Theme Of Adulthood In Catcher In The Rye

852 Words 4 Pages
Alienation, Adulthood, Allie
The death of Holden's younger brother, Allie contributes to Holden's alienation and hesitation to enter adulthood.
Throughout the novel, Holden alienates himself in order to protect himself from the pain he felt when his younger brother, Allie died. When Allie dies, Holden immediately alienates himself from his family during the grieving period. Holden also inflicts physical pain upon himself, revealing the severity of his emotional struggle. Holden "slept in the garage the night [Allie] died" (Salinger 40). While most families would spend time together after enduring a relative's death, Holden chooses to alienate himself. In addition, Holden's actions are so extreme the night of Allie's death, that his parents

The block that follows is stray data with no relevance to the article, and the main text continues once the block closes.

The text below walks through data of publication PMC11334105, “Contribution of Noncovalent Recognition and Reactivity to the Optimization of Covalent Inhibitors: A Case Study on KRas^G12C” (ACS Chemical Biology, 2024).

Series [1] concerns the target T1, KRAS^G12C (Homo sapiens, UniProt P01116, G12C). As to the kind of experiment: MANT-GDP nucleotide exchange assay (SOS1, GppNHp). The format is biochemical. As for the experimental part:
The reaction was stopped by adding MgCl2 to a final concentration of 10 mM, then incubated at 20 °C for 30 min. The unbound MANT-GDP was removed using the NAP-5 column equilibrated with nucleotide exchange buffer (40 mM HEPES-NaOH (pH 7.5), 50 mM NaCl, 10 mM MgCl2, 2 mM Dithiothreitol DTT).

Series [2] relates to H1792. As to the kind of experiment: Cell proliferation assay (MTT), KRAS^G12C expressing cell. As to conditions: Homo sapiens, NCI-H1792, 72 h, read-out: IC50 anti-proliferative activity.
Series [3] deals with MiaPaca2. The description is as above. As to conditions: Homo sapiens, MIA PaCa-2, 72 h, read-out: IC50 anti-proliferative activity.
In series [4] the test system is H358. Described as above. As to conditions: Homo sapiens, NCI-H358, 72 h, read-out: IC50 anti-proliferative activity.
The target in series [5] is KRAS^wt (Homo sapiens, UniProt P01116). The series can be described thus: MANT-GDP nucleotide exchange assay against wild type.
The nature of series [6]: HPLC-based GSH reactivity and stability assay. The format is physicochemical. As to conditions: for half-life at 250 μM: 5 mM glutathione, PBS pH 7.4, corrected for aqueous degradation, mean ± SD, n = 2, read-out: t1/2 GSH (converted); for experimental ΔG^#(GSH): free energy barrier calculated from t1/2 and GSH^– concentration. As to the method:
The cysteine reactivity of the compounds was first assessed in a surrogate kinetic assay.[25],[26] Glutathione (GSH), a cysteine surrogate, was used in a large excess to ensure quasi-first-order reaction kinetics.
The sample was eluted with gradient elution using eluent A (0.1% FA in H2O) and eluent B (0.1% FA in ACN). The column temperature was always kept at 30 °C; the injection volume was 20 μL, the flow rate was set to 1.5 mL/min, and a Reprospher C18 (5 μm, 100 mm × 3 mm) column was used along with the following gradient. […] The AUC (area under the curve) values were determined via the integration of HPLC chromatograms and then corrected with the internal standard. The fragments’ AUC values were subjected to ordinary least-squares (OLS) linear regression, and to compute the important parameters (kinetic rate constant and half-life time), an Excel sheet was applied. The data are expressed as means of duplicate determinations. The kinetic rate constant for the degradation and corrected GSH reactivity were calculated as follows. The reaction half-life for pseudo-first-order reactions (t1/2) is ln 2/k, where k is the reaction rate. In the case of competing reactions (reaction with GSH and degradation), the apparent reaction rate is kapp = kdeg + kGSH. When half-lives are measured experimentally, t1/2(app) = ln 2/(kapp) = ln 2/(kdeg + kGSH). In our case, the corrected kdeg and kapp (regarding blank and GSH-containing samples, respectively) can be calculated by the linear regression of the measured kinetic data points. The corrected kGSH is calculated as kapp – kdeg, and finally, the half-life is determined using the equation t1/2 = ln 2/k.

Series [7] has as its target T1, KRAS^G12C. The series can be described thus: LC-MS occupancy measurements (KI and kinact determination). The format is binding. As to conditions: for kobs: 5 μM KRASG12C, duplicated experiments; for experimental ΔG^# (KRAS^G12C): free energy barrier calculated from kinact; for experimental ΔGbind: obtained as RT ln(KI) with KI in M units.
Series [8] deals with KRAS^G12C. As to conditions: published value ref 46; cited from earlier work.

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The loss of a sibling at such a young age is undoubtedly the root of Holden's mental health issues. Holden's judgement is clouded after the loss of his brother. This causes him to distance himself and carry out actions that he would not usually perform, such as breaking the garage windows with his fists. It is clear that Holden is unable to form relationships with other, due to the loss of his brother. When Holden goes home to visit Phoebe, she asks him to "name one thing"(Salinger 182) that he likes. His answer is Allie. Phoebe insists that "if somebody's dead" (Salinger 184), they do not count. Even Phoebe, a child is able to face the reality of Allie's death. Allie tells Phoebe that "[he] knows he's dead, but you don't just stop liking them, … especially if they were a thousand times nicer than the people you know that're alive and all" (Salinger 184). Holden is unable to form close emotional friendships because he believes that no one is as good as his brother Allie. This is illustrated when Holden Even though Holden's relationship with Allie was cut short, it was meaningful to Holden. Throughout the novel, Holden displays his admiration for his younger brother. Because

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